We might not enjoy being offended. We are rightly upset if Jesus Christ whom we worship is insulted. But I agree with ABC chairman and former chief justice of the NSW Supreme Court, Jim Spigelman, who said last month: “The freedom to offend is an integral component of freedom of speech. There is no right not to be offended.”

Read Lionel's article here: The Edict of Milan and religious liberty

Saturday, 1 June 2013

Christianity vs science?

Listening to the outspoken atheists of our days is not a pleasant experience. Of course, as a Christian myself, hearing their misrepresentations and belittling of God, whom I know and love, is never going to be a jolly occasion. But that's ok, I have to accept that as part of life. What I want to talk about in this post is, however, a trend I noticed in their arguments against religion. The atheists seem to be creating a false dichotomy between science and religion. They force people to choose between science and a belief in God. To narrow my argument (because there are in fact many religions, and I am not going to defend any religion other than Christianity), they force their hearers to choose between science and Christianity. I think this pitting of science and Christianity against each other is not a very recent innovation, but must have been going on for some time, because people seem to assume it. The recent atheists are using that false presumption as their advantage and enforcing it further.

I think it would be helpful to remember that, as Christians, we are not against science. Science, as a method of exploring and the accumulated-but-nevertheless-transient knowledge about the natural world is just what it is, science. A Christian can do science, a hindu can do science, a muslim can do science, just as an atheist can do science. They just have to do science when they do science. When someone comes along and says to you that you can't believe in God and be a scientist at the same time, don't believe him. He's either trying to trick you, or he hasn't thought it through well enough.

It's important to remember what the real two opponents are. It's atheism (not science) and Christianity. It's the belief or a wilful commitment to the idea that there is no God vs. believing God as revealed in Jesus and trusting Him as we live out our lives.

Atheists often protest: well, you can't prove God exists, so why should I believe in God? When there's no proof for existence of something, it's only rational not to believe that it exists.

Well, I can't prove God exists, at least the way atheists want me to. Nor should you try to prove God exists in the way atheists want you to, because that's always bound to fail. The problem is, most (if not all) atheists I've come across would accept only the scientific proof. They will not accept God that cannot be seen through the telescope or microscope. They will not accept God that cannot be predicted  in some kind of a mathematical paragraph and proven through observations. In other words, they are requiring a naturalistic proof for something supernatural. Of course, having committed to the rejection of the supernatural, they're trying to find a God who is natural, not supernatural, and so, ironically, they are right in affirming there is no God (who is natural).

Again, it's helpful to remember (and remind your atheist friends) that the two opposing sides are not science vs. Christianity, but atheism vs. Christianity. It's a naturalistic worldview vs. supernatural worldview. And, if you think about it, you can have a supernatural worldview and work on something that requires you to focus only on the naturalistic phenomenon and causes, namely, science. So you can be a Christian and be quite good at science. Yet, if you have a naturalistic worldview, you cannot (or would not) have a legitimate method of thinking about and explaining the supernatural because, well, you've excluded it yourself. So for example, an atheist cannot be a theologian. You can be a scientist, but you have removed from yourself a right to comment on anything supernatural. The atheists still do make supernatural claims though by saying that there is no God.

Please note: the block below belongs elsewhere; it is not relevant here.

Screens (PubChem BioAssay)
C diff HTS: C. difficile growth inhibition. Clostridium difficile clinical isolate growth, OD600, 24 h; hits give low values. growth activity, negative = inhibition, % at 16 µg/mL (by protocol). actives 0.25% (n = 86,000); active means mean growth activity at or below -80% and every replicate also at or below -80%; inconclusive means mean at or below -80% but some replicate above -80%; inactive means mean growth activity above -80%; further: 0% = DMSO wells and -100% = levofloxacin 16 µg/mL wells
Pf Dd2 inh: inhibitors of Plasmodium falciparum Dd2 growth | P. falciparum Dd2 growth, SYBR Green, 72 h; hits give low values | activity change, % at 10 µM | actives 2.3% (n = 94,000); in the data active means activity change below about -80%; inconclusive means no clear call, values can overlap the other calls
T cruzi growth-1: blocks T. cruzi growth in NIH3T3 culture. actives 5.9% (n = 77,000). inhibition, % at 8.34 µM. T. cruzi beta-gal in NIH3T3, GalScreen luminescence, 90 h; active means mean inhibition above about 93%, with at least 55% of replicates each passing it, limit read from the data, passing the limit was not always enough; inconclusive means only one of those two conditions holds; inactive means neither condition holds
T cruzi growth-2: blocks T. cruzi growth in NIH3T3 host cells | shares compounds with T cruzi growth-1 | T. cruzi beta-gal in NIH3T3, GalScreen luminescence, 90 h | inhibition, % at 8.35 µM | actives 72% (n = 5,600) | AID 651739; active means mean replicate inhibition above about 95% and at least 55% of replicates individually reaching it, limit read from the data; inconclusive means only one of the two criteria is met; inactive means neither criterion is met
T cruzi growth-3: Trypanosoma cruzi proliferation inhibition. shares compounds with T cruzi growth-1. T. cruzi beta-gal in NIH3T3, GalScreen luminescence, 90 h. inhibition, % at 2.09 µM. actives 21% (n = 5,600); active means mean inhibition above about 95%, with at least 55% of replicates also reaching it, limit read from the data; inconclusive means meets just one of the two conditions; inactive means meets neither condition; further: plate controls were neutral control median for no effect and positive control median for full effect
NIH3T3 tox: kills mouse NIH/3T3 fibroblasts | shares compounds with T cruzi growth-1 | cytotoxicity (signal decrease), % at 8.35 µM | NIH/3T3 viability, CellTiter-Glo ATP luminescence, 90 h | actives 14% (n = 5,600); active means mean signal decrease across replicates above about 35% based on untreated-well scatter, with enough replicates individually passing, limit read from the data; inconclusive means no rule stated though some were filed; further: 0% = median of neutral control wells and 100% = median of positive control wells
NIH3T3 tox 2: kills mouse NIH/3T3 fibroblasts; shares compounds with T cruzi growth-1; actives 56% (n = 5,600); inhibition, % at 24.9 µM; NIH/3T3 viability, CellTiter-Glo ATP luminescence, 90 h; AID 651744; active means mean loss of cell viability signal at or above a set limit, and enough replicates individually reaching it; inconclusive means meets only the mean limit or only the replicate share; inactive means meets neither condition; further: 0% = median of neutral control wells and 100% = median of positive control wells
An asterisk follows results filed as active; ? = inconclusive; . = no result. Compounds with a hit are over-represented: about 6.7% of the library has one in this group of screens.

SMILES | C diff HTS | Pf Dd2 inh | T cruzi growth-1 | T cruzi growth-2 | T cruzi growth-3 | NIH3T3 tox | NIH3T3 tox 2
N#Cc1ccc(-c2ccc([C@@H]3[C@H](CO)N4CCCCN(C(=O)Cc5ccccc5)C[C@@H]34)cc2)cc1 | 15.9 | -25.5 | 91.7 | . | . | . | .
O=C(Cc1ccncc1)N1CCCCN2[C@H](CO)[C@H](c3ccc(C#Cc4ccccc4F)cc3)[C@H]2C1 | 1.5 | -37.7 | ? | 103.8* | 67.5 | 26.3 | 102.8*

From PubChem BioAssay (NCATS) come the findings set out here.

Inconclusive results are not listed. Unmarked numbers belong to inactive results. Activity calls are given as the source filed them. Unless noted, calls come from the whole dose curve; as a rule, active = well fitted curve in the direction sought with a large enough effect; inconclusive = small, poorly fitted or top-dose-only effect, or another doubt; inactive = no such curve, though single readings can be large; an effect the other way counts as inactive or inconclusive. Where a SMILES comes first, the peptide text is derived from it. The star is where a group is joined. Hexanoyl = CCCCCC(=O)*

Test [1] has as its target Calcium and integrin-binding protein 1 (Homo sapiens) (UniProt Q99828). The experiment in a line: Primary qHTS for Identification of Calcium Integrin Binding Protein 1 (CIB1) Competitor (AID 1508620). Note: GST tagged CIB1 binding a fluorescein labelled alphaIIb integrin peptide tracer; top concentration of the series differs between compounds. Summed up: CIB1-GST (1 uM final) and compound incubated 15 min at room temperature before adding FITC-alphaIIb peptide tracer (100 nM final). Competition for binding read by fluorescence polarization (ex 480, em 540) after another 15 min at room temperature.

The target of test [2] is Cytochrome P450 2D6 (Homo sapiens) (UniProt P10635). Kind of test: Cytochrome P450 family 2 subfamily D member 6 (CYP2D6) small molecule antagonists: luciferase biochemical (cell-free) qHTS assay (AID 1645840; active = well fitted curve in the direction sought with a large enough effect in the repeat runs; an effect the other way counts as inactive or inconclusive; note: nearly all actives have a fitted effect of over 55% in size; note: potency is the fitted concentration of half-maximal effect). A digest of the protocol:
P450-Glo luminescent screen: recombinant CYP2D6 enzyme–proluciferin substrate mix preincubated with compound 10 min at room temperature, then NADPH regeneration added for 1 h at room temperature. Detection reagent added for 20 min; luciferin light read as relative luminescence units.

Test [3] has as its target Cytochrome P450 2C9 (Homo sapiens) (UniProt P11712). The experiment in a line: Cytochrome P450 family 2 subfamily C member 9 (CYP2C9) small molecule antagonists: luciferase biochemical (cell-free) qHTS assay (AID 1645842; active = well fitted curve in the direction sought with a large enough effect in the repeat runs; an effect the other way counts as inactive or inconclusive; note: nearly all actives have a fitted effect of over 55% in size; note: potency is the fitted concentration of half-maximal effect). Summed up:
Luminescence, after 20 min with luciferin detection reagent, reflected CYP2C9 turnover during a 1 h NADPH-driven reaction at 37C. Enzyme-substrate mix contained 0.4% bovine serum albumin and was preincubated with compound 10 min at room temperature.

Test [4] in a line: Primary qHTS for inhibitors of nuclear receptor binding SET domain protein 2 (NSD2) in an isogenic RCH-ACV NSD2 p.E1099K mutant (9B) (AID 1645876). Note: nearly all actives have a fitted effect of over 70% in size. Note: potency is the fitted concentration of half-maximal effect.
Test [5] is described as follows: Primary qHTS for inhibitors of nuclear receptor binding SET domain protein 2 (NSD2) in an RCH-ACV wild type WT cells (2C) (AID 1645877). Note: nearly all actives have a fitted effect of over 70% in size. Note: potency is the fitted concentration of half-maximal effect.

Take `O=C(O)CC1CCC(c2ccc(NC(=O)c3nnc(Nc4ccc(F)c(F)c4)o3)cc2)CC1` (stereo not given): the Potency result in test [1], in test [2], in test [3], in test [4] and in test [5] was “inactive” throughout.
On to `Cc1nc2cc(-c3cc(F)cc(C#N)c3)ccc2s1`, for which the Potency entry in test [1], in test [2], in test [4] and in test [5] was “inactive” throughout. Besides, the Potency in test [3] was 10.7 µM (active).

Now, I cannot scientifically prove God's existence, but that does not mean that there is no evidence. God has left His mark both in creation, in history, and in human nature, so there are plenty of evidence for Him. In Psalm 19:1 it says: "The heavens declare the glory of God, and the sky above proclaim his handiwork." (also see Psalm 50:6 and Rom 1:20) There have been and still are powerful arguments for God's existence on the basis of what we see in the world (eg. the cosmological arguments and teleological arguments). And you also mustn't ignore Jesus who came into our world (John 1:14), yes, the natural world, and lived, died, resurrected, and ascended (Try John or Mark if you haven't read the gospels before). You can investigate into history to find strong evidence for Jesus and the credibility and reasonableness of Christian faith. There are other arguments for God's existence as well, such as the moral arguments, which basically says, since we all believe in the reality of an objective morality, God must exist. There are multitudes of evidence, or clues, if you like, and many powerful arguments for God's existence, especially if you are seeking evidence for God of Christianity. Only, make sure you are not wholly committed to naturalistic worldview but more open. Atheists like saying science is more open than religion because when new evidence comes in, they are happy to review their current theory and make adjustments. But they are only talking about naturalistic or scientific evidence, and rightly so, since they are talking about science. You and I must be more open than that, however, when investigating the claims of Christianity. More open than atheists by being open to the possibility of something supernatural when you look around you and ponder on the implications of all sorts of evidence and theories of the world. When you do that, with God's grace, you will see how reasonable Christianity really is.